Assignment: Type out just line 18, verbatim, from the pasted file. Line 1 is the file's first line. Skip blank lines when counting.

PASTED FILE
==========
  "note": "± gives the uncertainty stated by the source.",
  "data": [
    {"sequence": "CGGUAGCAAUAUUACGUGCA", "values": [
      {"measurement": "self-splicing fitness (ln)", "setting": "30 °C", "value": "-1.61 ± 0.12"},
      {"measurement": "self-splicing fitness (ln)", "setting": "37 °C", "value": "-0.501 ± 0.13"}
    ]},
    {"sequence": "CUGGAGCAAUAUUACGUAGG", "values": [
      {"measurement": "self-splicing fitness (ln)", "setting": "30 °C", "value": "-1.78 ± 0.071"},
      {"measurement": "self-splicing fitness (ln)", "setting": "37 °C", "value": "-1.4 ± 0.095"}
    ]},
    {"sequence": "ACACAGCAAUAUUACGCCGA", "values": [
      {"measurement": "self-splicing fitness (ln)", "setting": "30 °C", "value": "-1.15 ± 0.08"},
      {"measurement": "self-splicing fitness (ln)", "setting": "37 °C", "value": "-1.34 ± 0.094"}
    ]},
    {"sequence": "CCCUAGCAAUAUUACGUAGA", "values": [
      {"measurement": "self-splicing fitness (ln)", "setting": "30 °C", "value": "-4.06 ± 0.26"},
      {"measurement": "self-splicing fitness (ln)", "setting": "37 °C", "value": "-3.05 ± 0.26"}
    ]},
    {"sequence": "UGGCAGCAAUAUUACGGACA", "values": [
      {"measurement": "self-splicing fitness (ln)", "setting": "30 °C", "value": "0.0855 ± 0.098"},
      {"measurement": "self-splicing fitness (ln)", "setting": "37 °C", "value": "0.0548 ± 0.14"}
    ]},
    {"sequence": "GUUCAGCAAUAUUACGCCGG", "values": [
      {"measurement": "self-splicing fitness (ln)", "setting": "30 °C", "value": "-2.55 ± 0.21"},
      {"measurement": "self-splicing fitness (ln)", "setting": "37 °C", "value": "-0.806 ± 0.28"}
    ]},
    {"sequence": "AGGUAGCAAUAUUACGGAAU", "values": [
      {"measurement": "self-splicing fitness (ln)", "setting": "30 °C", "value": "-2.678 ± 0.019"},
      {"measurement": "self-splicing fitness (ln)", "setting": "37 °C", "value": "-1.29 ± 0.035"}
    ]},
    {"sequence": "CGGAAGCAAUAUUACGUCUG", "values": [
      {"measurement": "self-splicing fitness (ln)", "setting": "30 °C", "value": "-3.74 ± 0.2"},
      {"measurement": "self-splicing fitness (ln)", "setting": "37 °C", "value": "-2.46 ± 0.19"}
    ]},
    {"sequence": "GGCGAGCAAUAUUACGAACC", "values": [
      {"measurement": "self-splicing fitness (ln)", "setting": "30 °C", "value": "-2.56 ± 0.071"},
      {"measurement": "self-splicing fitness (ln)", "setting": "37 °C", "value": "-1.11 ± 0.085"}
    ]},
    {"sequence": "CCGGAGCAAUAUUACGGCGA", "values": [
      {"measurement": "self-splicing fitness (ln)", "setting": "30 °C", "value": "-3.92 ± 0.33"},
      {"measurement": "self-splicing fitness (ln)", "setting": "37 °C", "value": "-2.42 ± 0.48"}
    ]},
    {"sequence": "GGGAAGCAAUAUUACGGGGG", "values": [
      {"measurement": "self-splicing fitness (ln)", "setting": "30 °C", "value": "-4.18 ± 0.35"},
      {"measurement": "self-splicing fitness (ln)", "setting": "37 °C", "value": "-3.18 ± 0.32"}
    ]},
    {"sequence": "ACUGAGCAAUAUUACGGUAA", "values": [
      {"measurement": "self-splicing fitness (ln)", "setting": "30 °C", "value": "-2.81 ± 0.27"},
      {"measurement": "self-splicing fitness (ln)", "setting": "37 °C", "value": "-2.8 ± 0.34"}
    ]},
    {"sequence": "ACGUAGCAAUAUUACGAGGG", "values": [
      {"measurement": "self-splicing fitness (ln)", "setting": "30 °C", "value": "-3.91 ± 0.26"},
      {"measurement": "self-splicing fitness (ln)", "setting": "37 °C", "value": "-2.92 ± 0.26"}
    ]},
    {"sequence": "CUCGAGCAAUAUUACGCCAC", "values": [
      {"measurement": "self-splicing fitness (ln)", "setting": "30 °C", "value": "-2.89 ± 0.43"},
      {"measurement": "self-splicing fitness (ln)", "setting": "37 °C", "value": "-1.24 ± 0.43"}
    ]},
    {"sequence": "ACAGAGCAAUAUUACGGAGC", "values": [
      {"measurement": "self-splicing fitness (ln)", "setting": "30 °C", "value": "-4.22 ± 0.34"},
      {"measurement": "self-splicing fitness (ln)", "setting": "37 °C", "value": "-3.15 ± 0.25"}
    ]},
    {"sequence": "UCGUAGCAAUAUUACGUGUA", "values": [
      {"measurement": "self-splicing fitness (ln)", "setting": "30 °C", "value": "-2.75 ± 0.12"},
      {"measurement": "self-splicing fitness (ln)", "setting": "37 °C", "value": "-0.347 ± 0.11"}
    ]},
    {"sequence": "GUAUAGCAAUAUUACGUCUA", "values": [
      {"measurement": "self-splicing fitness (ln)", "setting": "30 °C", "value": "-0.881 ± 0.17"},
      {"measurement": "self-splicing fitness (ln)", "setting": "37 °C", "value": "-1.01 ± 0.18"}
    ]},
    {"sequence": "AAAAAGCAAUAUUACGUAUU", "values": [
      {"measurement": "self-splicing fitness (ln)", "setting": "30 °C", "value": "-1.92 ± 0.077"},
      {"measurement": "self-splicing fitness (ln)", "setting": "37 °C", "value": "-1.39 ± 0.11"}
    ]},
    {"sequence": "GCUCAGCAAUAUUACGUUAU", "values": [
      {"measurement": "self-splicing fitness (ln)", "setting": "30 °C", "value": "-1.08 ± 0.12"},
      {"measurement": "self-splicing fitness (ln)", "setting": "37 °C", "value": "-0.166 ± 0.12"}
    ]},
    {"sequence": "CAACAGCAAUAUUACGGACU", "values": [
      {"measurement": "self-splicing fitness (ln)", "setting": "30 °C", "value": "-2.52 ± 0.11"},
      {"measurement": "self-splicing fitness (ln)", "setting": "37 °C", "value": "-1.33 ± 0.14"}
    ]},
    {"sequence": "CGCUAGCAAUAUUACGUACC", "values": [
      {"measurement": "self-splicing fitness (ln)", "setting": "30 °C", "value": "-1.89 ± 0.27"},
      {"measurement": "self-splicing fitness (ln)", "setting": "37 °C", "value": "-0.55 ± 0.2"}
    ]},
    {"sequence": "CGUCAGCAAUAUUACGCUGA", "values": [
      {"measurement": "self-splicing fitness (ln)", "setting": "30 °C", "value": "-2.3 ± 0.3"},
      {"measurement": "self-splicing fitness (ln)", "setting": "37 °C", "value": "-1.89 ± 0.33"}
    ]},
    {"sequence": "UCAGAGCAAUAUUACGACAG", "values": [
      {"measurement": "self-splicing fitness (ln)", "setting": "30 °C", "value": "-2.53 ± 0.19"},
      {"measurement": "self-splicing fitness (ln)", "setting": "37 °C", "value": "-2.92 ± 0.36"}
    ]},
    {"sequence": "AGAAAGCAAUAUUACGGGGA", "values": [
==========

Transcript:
    ]},